In high school, I had a better relationship with civil discourse. I was part of my school’s We the People team, and we competed in competitions centered on debating pressing constitutional issues. At Princeton, though, I noticed that things changed. I began dreading certain classes’ lectures and precepts. It wasn’t until recently that I realized why. My relationship with civil discourse wasn’t fracturing because I was becoming more radical or college-level discussions were more complex (I got deep into constitutional law in high school, studying everything from Foreign Intelligence Surveillance Court to the definition of speech). It was because, in my department at least, I’ve found that “civil discourse” is “no holds barred.” Anything is up for debate, and that includes my right to be in the classroom at all.
The reality is, civil discourse does not always have symmetric asks of everyone involved. For instance, a student of color may be asked to defend why marginalized communities should have equal rights if their oppression pleases white people and makes the latter better off. If they respond with frustration, they may be accused of being “uncivil.” However, this would be a misplacement of blame. To demand that some students defend their presence, their identity, and their very existence is an uncivil act, regardless of how politely the demand is posed. Anger or frustration in a student’s response does not invalidate their argument, as they are responding to an act of aggression.
Ultimately, students of color should not have to deal with a lower-quality educational environment simply so their white peers can frolic around in thought experiments that carry no valence for them. Racist remarks should have no place in classroom “civil discourse”; they inflict trauma and degrade a significant portion of the student body.
I have encountered classmates who justified racial degradation and disenfranchisement on the basis of continued white prosperity in one class. In another, I was asked if Brown v. Board of Education “should have happened.” Over the years, I’ve heard innumerable racist stereotypes recounted as though they were fact. My academic experience has not been enriched by any of this. I carefully monitored the tone of my responses, but the expectation to do so shouldn’t be on me: my classmates should be expected to treat students of color with respect.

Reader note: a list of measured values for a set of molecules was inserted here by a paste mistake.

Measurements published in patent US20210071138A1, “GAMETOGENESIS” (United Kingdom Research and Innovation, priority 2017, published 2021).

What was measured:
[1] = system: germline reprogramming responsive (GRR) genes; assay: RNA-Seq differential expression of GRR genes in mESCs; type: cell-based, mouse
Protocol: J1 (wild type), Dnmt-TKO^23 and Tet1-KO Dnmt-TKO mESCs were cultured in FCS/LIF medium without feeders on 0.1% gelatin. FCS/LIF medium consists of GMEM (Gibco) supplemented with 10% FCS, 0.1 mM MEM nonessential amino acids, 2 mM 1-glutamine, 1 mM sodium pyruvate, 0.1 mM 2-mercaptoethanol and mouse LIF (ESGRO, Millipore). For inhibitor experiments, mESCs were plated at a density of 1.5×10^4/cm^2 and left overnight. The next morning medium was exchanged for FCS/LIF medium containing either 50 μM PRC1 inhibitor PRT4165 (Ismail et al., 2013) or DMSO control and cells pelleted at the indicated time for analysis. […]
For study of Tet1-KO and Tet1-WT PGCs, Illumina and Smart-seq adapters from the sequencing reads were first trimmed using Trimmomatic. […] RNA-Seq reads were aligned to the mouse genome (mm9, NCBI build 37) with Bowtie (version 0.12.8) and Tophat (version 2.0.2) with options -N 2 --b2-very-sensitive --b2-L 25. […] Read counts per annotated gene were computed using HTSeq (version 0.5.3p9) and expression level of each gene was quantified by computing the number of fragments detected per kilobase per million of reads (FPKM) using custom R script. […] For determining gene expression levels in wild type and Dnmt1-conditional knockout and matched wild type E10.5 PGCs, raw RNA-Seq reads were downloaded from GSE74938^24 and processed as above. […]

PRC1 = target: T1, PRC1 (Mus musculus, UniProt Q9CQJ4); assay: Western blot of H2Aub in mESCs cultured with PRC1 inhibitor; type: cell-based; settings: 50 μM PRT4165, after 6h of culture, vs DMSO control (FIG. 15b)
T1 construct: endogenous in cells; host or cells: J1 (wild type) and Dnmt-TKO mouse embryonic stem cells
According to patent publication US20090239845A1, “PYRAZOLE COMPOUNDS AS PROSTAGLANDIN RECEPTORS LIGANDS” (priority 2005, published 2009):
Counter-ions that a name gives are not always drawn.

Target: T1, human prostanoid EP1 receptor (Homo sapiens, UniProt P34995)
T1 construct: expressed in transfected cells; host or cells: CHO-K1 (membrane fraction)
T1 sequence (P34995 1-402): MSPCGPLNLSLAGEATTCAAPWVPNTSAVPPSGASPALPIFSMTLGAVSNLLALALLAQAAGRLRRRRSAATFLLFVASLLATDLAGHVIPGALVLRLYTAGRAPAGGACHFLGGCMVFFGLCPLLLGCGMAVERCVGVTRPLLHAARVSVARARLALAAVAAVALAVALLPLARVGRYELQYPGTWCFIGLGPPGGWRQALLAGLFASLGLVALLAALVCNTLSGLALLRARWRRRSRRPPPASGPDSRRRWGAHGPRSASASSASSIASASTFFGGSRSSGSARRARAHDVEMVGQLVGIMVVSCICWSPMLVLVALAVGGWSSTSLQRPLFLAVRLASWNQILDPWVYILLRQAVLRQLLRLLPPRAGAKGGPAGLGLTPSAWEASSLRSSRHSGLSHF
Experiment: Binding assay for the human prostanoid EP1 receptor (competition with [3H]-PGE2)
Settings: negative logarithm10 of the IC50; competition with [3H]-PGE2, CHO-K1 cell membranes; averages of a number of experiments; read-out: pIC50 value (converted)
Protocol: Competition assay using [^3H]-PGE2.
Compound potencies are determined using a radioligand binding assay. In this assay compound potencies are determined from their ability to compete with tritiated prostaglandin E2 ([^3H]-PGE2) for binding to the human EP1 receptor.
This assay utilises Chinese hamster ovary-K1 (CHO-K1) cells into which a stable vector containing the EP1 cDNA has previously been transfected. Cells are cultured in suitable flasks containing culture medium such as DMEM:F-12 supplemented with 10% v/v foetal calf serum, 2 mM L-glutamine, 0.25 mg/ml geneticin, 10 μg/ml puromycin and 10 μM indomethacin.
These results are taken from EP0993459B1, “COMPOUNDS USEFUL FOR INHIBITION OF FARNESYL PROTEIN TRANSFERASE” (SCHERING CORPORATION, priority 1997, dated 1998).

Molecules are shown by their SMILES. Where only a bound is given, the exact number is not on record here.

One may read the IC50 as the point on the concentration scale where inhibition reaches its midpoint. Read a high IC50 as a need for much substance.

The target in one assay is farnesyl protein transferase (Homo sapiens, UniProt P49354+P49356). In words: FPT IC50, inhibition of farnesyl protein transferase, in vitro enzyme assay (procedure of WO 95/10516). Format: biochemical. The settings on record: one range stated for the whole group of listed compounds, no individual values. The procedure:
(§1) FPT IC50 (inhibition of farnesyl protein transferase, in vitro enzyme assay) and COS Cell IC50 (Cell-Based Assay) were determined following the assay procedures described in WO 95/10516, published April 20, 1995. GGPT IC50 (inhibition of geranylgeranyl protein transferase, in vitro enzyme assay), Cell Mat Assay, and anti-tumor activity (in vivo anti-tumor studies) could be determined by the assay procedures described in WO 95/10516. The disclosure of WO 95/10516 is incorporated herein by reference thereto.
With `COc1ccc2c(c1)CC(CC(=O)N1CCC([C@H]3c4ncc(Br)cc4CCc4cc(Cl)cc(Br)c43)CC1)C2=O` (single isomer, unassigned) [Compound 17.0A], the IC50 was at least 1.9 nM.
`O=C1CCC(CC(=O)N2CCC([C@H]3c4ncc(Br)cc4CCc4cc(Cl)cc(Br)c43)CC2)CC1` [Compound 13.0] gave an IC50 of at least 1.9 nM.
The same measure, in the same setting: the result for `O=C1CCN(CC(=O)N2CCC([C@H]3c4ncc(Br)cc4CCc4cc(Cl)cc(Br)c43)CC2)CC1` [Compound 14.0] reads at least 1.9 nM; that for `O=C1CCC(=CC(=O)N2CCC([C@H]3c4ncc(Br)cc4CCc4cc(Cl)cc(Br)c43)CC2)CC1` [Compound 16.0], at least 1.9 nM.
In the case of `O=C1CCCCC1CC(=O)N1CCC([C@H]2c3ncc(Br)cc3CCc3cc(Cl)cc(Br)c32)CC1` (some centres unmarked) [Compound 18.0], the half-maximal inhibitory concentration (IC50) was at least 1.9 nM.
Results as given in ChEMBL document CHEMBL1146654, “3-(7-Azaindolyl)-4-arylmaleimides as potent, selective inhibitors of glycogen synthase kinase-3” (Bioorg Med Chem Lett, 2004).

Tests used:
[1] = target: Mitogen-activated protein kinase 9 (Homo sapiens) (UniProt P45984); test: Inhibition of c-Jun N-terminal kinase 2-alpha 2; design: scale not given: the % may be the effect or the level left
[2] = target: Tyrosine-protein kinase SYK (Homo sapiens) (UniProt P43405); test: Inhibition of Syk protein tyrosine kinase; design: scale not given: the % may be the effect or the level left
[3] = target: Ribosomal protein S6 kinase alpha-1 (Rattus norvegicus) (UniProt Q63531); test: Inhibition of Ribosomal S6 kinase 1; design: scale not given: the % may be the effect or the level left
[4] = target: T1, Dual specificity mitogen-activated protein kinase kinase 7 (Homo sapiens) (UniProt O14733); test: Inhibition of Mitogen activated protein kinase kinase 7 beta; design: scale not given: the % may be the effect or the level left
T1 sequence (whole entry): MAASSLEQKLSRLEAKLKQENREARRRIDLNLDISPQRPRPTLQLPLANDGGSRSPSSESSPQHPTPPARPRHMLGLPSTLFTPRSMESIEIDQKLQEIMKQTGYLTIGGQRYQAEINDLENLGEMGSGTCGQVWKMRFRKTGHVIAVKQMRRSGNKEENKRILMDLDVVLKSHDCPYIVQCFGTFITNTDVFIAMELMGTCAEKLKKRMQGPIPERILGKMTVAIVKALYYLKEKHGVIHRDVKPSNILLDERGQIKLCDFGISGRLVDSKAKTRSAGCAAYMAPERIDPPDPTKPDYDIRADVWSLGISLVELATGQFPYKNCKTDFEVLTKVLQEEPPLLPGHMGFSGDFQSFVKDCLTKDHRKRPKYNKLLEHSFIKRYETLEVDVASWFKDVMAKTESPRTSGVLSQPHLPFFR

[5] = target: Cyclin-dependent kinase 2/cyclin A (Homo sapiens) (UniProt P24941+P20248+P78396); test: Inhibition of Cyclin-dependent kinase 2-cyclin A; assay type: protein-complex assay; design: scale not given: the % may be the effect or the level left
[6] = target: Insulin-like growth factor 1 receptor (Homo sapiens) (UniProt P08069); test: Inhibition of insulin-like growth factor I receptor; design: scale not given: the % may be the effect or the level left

Students of color don’t have a responsibility to educate and correct their peers. Read a book. Consult the internet. Take a class centered around understanding race and difference, such as those offered within the African American Studies department. Princeton students have many resources at their disposal. At this point, if they remain ignorant about the pervasive effects of race and racism and instead seek to belittle their classmates, it is willfully so.
The concepts of civil discourse and mutual respectability ask us to treat every idea as though it is worthwhile, holding them up to the light and investigating them carefully and unemotionally. Plainly put, this is nonsense. Some ideas are not worth discussing; the basic and fully-answered question of whether or not racism is real is a distraction from talking about how to handle its innumerable impacts. This is not to say that civil discourse is entirely bankrupt.
As James Baldwin said, “We can disagree and still love each other unless your disagreement is rooted in my oppression and denial of my humanity and right to exist.” We can discuss many things calmly and politely. My worth is not one of them, and no one is entitled to conversation, civility, or respect if they think otherwise.
Brittani Telfair is a junior from Richmond, Va. concentrating in the School of Public and International Affairs. She can be reached at email@example.com.